Atlantic City Is Not a Happy Place

That's why I never go there. But the struggling resort town has all the ingredients to be a happy place in the future.



I live outside of Philadelphia, less than 75 minutes away from Atlantic City. But I haven’t visited Atlantic City in more than a decade. Why is this?

It takes less time to go there than New York or DC and other shore towns. There are beautiful hotels. There is no shortage of great entertainment. There are beaches and a boardwalk. It’s the ocean. It’s a resort. Yet … I just don’t go there. Over the years, whenever my wife and I want to take our kids to the shore we always ignore Atlantic City, opting instead for a day at Margate or to rent a house for a week in Ocean City. We are not alone. Most, if not all of my friends, neighbors, even clients are the same way. My mother, who used to go there at least monthly to gamble hasn’t been there in years. Why should she? There are plenty of other gambling alternatives right here in and around the city.

But it’s not just the gambling. Atlantic City is an awful place to visit. The town is depressing, sketchy and seedy. The casinos are too loud, too brightly lit and too full of people who look like they just finished filming a scene of American Hustle. The entertainment is great, but too expensive and in most cases not even worth the drive and the hassle. The food is great, but also too expensive and why go all the way there when there’s plenty of great food here in town? The boardwalk is not as good as Ocean City, the ocean not as inviting as Avalon. The gamblers that are bussed in from Philly and New York City truly look like it’s their last-chance power drive. This is not a happy place now and it never has been. And if I’m going to go away with my wife or on vacation with my family I want to go to a happy place.

But yet, there’s hope for Atlantic City. It can be happy.

The town is located on the ocean! It is midway between two enormous cities, linked by parkways, highways and train lines. It has a great airport. It has a fascinating history, Nucky Thompson notwithstanding. There are tall, new, glittering — albeit now-empty — buildings with panoramic views of the sea and space big enough to accommodate half of the Middle East. There is a small-but-loyal community of people who live and work in the city and its environs. And there are a string of other great shore towns that lead from it to the tip of South Jersey. It’s a place that has all the ingredients necessary to make it a success in the future. Just add water.

Atlantic City doesn’t need rescuing. It doesn’t need a facelift. It just needs a larger community that lives there and cares about it and makes it happier. That’s why Margate, Ventnor, Avalon, Cape May and other shore towns thrive. They have a strong base of local residents who watch over their own. They have property owners who enjoy their houses even in the winter. They have strong local governments who rigidly enforce their rules in order to make their towns nice. They have businesses that look after each other, with many that stay open throughout the year. They’re not only nice places to visit. They’re nice places to live. People want to own property in those places. It appreciates. And it’s appreciated. Atlantic City is not a nice place to live. And it shows. But this can change. There is a way.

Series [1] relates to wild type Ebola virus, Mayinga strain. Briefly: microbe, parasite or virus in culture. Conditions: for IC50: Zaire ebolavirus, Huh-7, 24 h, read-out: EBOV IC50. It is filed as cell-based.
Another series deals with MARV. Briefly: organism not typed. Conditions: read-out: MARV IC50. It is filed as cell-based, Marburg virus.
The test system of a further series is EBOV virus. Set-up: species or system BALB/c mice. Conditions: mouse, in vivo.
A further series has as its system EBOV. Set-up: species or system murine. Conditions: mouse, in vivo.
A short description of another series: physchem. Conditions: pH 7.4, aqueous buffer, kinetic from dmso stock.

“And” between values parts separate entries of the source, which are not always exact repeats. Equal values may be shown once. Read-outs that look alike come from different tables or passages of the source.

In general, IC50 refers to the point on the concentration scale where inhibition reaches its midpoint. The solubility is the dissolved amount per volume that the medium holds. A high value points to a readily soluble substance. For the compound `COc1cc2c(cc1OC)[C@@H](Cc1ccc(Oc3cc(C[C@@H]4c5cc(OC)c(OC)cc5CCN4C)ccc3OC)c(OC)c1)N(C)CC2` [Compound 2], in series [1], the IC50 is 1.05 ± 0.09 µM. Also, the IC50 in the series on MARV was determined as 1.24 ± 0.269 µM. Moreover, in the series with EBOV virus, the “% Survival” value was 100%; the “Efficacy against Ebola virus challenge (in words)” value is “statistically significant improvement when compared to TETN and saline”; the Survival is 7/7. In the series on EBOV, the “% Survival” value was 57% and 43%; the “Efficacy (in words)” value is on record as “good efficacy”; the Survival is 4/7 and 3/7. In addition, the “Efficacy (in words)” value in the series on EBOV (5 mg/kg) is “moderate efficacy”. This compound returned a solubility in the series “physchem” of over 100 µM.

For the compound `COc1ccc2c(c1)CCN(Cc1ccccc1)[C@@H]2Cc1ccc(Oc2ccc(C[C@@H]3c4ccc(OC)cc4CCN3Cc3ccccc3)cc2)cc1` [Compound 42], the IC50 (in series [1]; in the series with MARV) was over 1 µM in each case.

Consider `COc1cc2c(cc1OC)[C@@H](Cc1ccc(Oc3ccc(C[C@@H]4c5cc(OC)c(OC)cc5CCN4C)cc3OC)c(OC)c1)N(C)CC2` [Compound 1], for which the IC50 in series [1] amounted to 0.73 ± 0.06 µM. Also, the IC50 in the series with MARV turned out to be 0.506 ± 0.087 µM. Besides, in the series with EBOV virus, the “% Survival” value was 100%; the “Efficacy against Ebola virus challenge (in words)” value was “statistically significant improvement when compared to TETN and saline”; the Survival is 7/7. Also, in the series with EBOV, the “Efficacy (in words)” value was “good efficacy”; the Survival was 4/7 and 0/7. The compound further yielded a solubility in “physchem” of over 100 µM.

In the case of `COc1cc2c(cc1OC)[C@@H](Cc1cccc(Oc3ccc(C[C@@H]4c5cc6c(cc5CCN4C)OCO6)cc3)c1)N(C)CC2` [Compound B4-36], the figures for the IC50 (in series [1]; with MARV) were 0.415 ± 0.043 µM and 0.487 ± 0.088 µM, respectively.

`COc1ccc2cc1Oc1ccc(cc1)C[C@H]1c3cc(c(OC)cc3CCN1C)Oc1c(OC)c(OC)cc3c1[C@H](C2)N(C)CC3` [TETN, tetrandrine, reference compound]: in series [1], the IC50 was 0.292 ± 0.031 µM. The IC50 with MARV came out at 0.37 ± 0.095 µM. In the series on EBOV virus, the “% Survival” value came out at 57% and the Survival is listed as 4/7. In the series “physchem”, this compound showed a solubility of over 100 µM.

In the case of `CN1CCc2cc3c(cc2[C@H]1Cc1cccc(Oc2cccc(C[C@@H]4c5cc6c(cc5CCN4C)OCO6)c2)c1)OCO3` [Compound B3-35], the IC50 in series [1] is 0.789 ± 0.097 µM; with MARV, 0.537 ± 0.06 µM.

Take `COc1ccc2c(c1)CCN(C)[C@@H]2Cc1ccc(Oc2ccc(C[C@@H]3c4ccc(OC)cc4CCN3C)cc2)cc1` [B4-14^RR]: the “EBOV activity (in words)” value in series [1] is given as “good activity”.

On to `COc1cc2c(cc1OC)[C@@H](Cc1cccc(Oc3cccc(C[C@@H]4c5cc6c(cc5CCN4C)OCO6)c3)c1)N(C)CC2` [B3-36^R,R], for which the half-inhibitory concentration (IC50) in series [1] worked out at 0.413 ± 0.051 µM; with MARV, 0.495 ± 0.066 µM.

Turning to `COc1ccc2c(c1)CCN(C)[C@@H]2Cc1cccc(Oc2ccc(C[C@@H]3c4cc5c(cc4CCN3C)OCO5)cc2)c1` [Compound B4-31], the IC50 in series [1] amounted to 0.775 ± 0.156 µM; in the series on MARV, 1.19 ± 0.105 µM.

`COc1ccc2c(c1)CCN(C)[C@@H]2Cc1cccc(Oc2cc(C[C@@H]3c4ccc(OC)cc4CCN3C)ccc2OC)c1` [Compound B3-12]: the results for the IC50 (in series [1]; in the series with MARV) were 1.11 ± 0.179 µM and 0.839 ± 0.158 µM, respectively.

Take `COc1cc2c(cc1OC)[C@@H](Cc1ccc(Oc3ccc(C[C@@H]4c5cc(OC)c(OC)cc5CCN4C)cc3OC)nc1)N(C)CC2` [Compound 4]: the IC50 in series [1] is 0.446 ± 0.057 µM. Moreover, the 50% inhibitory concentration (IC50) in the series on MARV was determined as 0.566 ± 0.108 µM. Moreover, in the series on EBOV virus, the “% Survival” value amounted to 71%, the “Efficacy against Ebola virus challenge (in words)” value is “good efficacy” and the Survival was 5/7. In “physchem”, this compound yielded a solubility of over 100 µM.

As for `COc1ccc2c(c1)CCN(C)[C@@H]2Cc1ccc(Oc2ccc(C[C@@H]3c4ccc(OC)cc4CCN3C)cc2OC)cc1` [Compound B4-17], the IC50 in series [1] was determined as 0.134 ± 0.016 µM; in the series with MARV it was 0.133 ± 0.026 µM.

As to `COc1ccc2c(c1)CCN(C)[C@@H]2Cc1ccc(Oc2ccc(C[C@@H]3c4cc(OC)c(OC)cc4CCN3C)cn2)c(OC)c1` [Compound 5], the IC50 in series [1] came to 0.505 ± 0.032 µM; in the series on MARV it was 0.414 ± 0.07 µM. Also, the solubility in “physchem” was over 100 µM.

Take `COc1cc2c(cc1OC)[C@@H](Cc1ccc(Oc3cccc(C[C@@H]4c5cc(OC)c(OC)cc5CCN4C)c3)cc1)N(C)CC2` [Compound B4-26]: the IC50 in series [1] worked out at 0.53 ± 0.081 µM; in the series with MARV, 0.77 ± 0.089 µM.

And the answer is gambling. Not more, but less. Not abolished, but restrained. Not expanded (like the Governor this week proposed) but limited. What I’ve learned from smart business people is that businesses come and go. Product lines are discontinued. Building are bought and sold. Things run their course. People move on. Things change. Gambling has had its day in Atlantic City. But that day is over. There is too much competition elsewhere, too many other options for gamblers. Like any business, Atlantic City needs to change its direction. Sure, there’s room for some gambling. But the emphasis should be on ways to increase home values in and around the city. How to attract residents. How to entice me to not only visit, but also think about maybe buying a property there – because admit it, don’t we all think about his when we visit other shore towns?

What Atlantic City needs is just a few good anchors. A large corporation or two. A major university. Large organizations that will attract small businesses to service them. This would attract people in and out of the city every day. These are not the people from American Hustle or the ones bussed in from Queens. These are the people who will eventually need somewhere closer to live, who will build roots and invest in their own community, who will make other properties in the city more attractive. Atlantic City could become less of a city and more of a town, like other shore towns. But with a few nicer hotels (and even a little gambling, why not), great access and a history. Instead of promoting new resorts and gambling, New Jersey’s leaders should make it as easy as possible, through tax breaks and financial incentives, for companies and universities (do I hear marine research, anyone?) to move there. This is not a baseball field in Iowa. You built it. It’s all there. Now you can make them come.

And I do want to come back to Atlantic City someday. I want to walk around and appreciate its beauty, its family atmosphere, its happiness. Maybe I want to play a little blackjack or go to an expensive restaurant. I would like to take my family to the beach and the boardwalk and let my kids run around freely with their friends, like they can now do in other shore towns. I would like to consider buying a place there.  Yes, that would be something, wouldn’t it?

Follow @GeneMarks on Twitter.